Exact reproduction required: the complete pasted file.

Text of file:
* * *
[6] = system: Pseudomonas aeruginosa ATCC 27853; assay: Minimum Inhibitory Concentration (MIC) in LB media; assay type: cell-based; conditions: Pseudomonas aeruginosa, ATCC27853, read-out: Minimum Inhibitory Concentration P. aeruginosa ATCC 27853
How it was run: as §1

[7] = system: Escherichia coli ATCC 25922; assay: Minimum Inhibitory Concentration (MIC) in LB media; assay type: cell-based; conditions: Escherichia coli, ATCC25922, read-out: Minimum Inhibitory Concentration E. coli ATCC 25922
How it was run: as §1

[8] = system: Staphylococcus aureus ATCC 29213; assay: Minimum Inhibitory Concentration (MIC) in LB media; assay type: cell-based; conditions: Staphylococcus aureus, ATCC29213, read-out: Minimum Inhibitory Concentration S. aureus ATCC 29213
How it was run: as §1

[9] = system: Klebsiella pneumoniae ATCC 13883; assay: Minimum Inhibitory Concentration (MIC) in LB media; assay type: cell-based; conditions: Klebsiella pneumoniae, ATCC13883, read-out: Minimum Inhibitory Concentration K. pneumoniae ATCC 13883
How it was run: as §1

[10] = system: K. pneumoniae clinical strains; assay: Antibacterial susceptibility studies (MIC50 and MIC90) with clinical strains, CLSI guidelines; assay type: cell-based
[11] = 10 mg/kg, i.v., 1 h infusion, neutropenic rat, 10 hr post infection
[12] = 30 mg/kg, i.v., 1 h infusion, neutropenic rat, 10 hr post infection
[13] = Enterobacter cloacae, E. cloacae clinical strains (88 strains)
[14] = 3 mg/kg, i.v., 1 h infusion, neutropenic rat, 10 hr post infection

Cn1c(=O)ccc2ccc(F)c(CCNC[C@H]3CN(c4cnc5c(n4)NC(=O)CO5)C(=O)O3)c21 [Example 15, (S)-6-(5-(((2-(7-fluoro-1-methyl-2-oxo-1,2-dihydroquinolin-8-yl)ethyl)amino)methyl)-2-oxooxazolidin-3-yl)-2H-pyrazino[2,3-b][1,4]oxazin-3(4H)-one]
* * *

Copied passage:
[6] = system: Pseudomonas aeruginosa ATCC 27853; assay: Minimum Inhibitory Concentration (MIC) in LB media; assay type: cell-based; conditions: Pseudomonas aeruginosa, ATCC27853, read-out: Minimum Inhibitory Concentration P. aeruginosa ATCC 27853
How it was run: as §1

[7] = system: Escherichia coli ATCC 25922; assay: Minimum Inhibitory Concentration (MIC) in LB media; assay type: cell-based; conditions: Escherichia coli, ATCC25922, read-out: Minimum Inhibitory Concentration E. coli ATCC 25922
How it was run: as §1

[8] = system: Staphylococcus aureus ATCC 29213; assay: Minimum Inhibitory Concentration (MIC) in LB media; assay type: cell-based; conditions: Staphylococcus aureus, ATCC29213, read-out: Minimum Inhibitory Concentration S. aureus ATCC 29213
How it was run: as §1

[9] = system: Klebsiella pneumoniae ATCC 13883; assay: Minimum Inhibitory Concentration (MIC) in LB media; assay type: cell-based; conditions: Klebsiella pneumoniae, ATCC13883, read-out: Minimum Inhibitory Concentration K. pneumoniae ATCC 13883
How it was run: as §1

[10] = system: K. pneumoniae clinical strains; assay: Antibacterial susceptibility studies (MIC50 and MIC90) with clinical strains, CLSI guidelines; assay type: cell-based
[11] = 10 mg/kg, i.v., 1 h infusion, neutropenic rat, 10 hr post infection
[12] = 30 mg/kg, i.v., 1 h infusion, neutropenic rat, 10 hr post infection
[13] = Enterobacter cloacae, E. cloacae clinical strains (88 strains)
[14] = 3 mg/kg, i.v., 1 h infusion, neutropenic rat, 10 hr post infection

Cn1c(=O)ccc2ccc(F)c(CCNC[C@H]3CN(c4cnc5c(n4)NC(=O)CO5)C(=O)O3)c21 [Example 15, (S)-6-(5-(((2-(7-fluoro-1-methyl-2-oxo-1,2-dihydroquinolin-8-yl)ethyl)amino)methyl)-2-oxooxazolidin-3-yl)-2H-pyrazino[2,3-b][1,4]oxazin-3(4H)-one]